An offset account and a redraw facility are common features for Australian home loans and mortgages, however many Australian residents and expats don’t fully understand the differences between the two and the tax consequences that can be created by using them incorrectly.

This week our team at Loansuite is exploring the key differences between an Offset Account and a Redraw Facility, the pros and cons of each option, as well as some key case studies to outline the power of each option.

Let’s start with the basics.

What is an Offset Account?

An offset account is a separate bank account that you can use as an everyday deposit and transaction account in most instances. It allows you to have your salary or rental income paid into it for example, and you can pay your bills and other expenses from the account. The offset account is linked to your loan account, which is saving you interest on a regular basis, often calculated on a daily frequency.

For example, let’s assume that Bob has a current variable rate mortgage of $500,000. Bob decides that he’s going to have his salary paid into his offset account, which is linked to his $500,000 mortgage, and he’s managed to accumulate $50,000 in his offset account. This means that as Bob’s interest payment is calculated for each of his regular mortgage repayments, he will only be paying interest on $450,000. This is worked out by deducting the offset account balance ($50,000) from the mortgage balance ($500,000).

The offset account can be a great place for many Australian expats and residents to keep their emergency fund, as it is typically going to be ‘earning’ a greater interest rate than savings in an ordinary bank account or term deposit. Be sure to check that your offset account has its interest calculated daily, and you can have multiple salaries and other income streams paid into it to ensure that you can maximise the benefits of the account.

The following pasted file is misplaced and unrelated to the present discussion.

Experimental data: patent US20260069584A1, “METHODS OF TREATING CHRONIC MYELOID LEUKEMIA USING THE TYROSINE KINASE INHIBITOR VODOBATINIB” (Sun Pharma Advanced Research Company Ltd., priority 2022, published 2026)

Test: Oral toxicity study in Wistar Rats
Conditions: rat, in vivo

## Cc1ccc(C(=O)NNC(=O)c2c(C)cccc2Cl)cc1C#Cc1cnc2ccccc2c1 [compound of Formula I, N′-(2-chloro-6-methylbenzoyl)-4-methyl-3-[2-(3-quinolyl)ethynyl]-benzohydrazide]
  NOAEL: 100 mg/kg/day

What is a Redraw facility?

Unlike the offset account, the redraw facility is simply a feature of the loan itself, that allows you to make additional repayments to your loan account, above and beyond the minimum required amount, which are pooled in the loan account and you can withdraw these at any time should you need to.

For example, let’s assume the same example as above. Bob has a current mortgage balance of $500,000, and instead of using his offset account, Bob decides that he’s going to make an additional repayment of $50,000 into his loan account, resulting in the loan balance of $450,000, and $50,000 being made available via his redraw facility. Bob can now speak to his bank or mortgage broker and consider adjusting his regular repayment amount based on the new mortgage balance.

You might be thinking, ‘what’s the difference between the two given that Bob still has an outstanding mortgage balance of $450,000’, and the answer lies largely in the tax treatment of the future use of these funds.

Let’s consider which is most suitable for you.

Is the Redraw facility or Offset account better?

Both are common features of Australian loans and mortgages, and both allow you to reduce the amount of interest that you’ll need to pay, and while there is no one-size-fits-all answer to which is best, in most cases we find that the Offset account is a more suitable option for most.

The key benefits of the Offset Account are as follows:

  • Access to Funds: The offset account is just like any other bank account, and you can access them with an ATM card or via your online banking instantly. Redraw facilities however could take time or incur fees with some lenders to access.